Chef Yia Vang stands in front of Union Hmong Kitchen on opening day of the 2022 Minnesota State Fair. Credit: Drew Arrieta | Sahan Journal

A line of roughly three dozen fairgoers stretched several feet from the Union Hmong Kitchen food stand to the entrance of the International Bazaar about noon on the first day of the Minnesota State Fair.

Fairgoers seemed eager to try Hmong food for the first time in the State Fair’s 160-plus year history, but head chef Yia Vang joked that many probably thought they were waiting in a line to enter the bazaar itself.

Located in the southwest corner of the fairgrounds at Judson Avenue and Underwood Street, the International Bazaar contains an abundance of multicultural foods, clothing, and souvenirs for sale. Sahan Journal asked Vang about his debut at the fair.

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What’s new on the menu?

“Our whole menu is new, but we really–it’s our first time having Hmong food at the fair here, in the International Bazaar, so what we really want to do is bring the basics of Hmong food.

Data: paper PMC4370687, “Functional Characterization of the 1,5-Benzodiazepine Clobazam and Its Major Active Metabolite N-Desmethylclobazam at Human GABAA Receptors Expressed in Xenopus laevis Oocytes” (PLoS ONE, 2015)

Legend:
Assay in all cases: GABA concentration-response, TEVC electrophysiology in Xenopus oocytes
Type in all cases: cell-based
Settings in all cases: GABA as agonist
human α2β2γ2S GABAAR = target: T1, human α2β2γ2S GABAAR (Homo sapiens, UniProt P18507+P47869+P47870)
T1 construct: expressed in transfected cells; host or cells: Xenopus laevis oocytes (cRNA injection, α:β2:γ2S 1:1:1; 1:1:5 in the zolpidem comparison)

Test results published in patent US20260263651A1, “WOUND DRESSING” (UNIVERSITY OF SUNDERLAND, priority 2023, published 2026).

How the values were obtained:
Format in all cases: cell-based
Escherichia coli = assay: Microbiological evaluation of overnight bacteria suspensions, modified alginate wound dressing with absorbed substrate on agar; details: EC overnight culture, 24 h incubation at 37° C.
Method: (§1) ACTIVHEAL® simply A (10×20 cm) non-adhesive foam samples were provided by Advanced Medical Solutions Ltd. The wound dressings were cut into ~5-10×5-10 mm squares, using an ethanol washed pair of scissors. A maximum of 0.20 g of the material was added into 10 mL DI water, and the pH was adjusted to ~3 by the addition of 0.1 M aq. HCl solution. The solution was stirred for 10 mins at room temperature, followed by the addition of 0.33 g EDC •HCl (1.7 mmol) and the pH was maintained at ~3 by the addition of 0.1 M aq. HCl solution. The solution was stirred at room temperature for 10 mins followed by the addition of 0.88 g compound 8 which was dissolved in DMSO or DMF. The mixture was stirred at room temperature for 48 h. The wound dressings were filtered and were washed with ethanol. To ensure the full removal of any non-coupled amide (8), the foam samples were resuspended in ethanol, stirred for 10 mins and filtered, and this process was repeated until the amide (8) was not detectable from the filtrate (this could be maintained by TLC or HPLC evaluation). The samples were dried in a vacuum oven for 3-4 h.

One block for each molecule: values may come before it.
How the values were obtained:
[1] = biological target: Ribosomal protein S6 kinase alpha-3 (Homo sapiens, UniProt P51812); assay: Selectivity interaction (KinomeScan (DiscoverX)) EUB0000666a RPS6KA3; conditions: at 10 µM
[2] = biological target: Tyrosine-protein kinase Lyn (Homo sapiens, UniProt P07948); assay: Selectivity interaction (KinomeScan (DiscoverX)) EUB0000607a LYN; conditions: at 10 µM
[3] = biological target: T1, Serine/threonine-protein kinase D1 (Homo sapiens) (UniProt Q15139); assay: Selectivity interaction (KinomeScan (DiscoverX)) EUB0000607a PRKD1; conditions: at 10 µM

“So we have different proteins like chicken, we have our Hmong sausage, tofu that’s on the grill. It’s all on the grill. And then we have purple sticky rice, fermented mustard greens, pickled vegetables, and then we have all these little hot sauces that you can get. Different kinds of combinations. So we want to keep it real simple, real fun eating. And then you can eat, pack yourself up, and keep moving on [at] the fair.”

What do you recommend for meat eaters?

“If you really love meat, I would say go with the Hmong sausage. It’s my dad’s old recipe that we took, we tweaked it a little bit. It’s really an honor just to be able to showcase here.”

Union Hmong Kitchen offers Mov + Nqaij (Rice + Meat) on its debut menu at the Minnesota State Fair. Credit: Drew Arrieta | Sahan Journal

What are your best vegetarian options?

“If you’re a vegetarian, we have this turmeric lemongrass tofu that we soak in this marinade, then we grill it over the fire. There’s a caramelization in the tofu, and it works really well with that sweet sticky rice.”

Where can fairgoers find you?

“If you’re coming here at the fair, we’re at the International Bazaar, so if you walk right in and you look straight, you can see our booth sticking out a little bit.”

Dej Qab Zib (Sweet Refreshment) is a coconut lychee colada offered on Union Hmong Kitchen’s State Fair menu. Credit: Drew Arrieta | Sahan Journal

Joey Peters is a reporter for Sahan Journal. He has been a journalist for 15 years. Before joining Sahan Journal, he worked for close to a decade in New Mexico, where his reporting prompted the resignation...

Samantha HoangLong is the audience growth manager at Sahan Journal. In her role, she leads innovative digital strategies to expand the nonprofit newsroom's reach to Minnesota's diverse communities. Her...